The Taiwan Policy Act of 2022

American policy towards China is one from the one-China policy 0f 1972 to the Taiwan Relations Act of 1979 to the Propose “Taiwan Policy Act of 2022.”

Will this Propose “Taiwan Policy Act of 2022” succeed?

The Washingtom Post / August 6, 2022 // Bloomberg / August 3, 2022

House Speaker Nancy Pelosi’s visit to Taiwan this week heightened tensions between China and the United States. Behind the recent developments, including Beijing’s show of force in response, is a long history of shifting ties and frictions.

The Propose “Taiwan Policy Act” of 2022, trying to tame the rising Dragon

US Senators Bob Menendez and Lindsey Graham recently introduced the Taiwan Policy Act of 2022, a 107-page bill that Menendez called a “seminal statement of the United States’ absolute commitment” to China’s Taiwan region. The bill’s focus on an unwarranted “defense partnership” and multibillion dollar security assistance capture the latest bipartisan attempt to interfere in China’s internal affairs. Such attempts to empower Taiwan separatist forces have failed in the past, and the Taiwan Policy Act will be no exception.

Washington’s willingness to consistently endorse and support the motivations of Taiwan independence forces should make a fundamental reality clear: characterizing “the security of Taiwan” a “major non-NATO ally,” and the ability for its people to “determine their own future” as “fundamental to United States’ interests and values” is a preposterous assertion. It serves no other interest than hollowing out and obscuring Washington’s adherence to the one-China principle. That trajectory is unsustainable.

Senators Bob Menendez and Lindsey Graham introduced the Taiwan Policy Act of 2022

The act arrives at a time when US officials are keen to advance high-level communication between the two countries in the summer. The Biden administration is lobbying Democratic senators to put the brakes on a bill that would alter US policy toward Taiwan, including by designating it as a major non-NATO ally, according to people familiar with the matter.

The legislation also would provide Taiwan with $4.5 billion in military aid, including potentially long-range missiles capable of striking mainland China. This would make the island the fourth-largest recipient of US security assistance, behind only Kiev, Tel Aviv and Cairo.

The upshot is that the White House sees provoking China further as unwise in the wake of House Speaker Nancy Pelosi’s visit to the island, which triggered an unprecedented crisis in the Taiwan Strait. A Chinese military official warned the situation could lead to “a real war at any point.”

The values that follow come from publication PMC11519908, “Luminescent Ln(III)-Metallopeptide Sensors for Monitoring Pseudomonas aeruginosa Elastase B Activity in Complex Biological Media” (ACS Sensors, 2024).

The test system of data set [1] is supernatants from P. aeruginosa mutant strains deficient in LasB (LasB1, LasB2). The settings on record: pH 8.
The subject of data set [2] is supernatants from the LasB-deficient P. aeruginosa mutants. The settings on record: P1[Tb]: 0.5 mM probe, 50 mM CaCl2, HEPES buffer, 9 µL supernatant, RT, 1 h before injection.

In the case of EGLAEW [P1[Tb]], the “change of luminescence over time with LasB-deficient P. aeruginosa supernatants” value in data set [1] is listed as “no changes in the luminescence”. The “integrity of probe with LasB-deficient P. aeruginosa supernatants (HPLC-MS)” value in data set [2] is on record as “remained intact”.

White House At Odds With Lawmakers Over Taiwan Policy Act by Connor Freeman

However, the Taiwan Policy Act runs contrary to those realities, presenting a pretexts of Chinese “aggression and influence campaigns” to justify Senator Graham’s fiction of record-setting military and economic “expansion” with the Taiwan region.

“The White House has significant concerns,” said Senator Chris Murphy, a Democrat from Connecticut and member of the Senate Foreign Relations Committee. “I have significant concerns.”

Murphy said the Foreign Relations panel is delaying work on the legislation until September and it may be rewritten. The committee had planned to vote on the bill Wednesday. The US has treated Taiwan as a major non-NATO ally since the George W. Bush administration. The bill would formalize that designation.

The Biden administration considers the legislation counterproductive and that it would interfere with the decades-old approach of “strategic ambiguity” about whether the US military would defend Taiwan against Communist forces, according to the people, who asked for anonymity because the discussions are private. The US also adheres to a “One China” policy which deems the question of sovereignty over Taiwan as undetermined.

“I’m not sure this is the moment to throw out 40 years of policy,” Murphy said, while adding that “it makes sense for us to draw closer to Taiwan.”

“The children of Ephraim, being armed and carrying bows, turned back in the day of battle” Psalm 78:9

And I will turn your feasts into mourning and all your songs into lamentation; and I will bring up sackcloth upon all loins and baldness upon every head; and I will make it as the mourning for an only son, and the end thereof as a bitter day. Amos 8:9-10

~ by Joel Huan on August 13, 2022.

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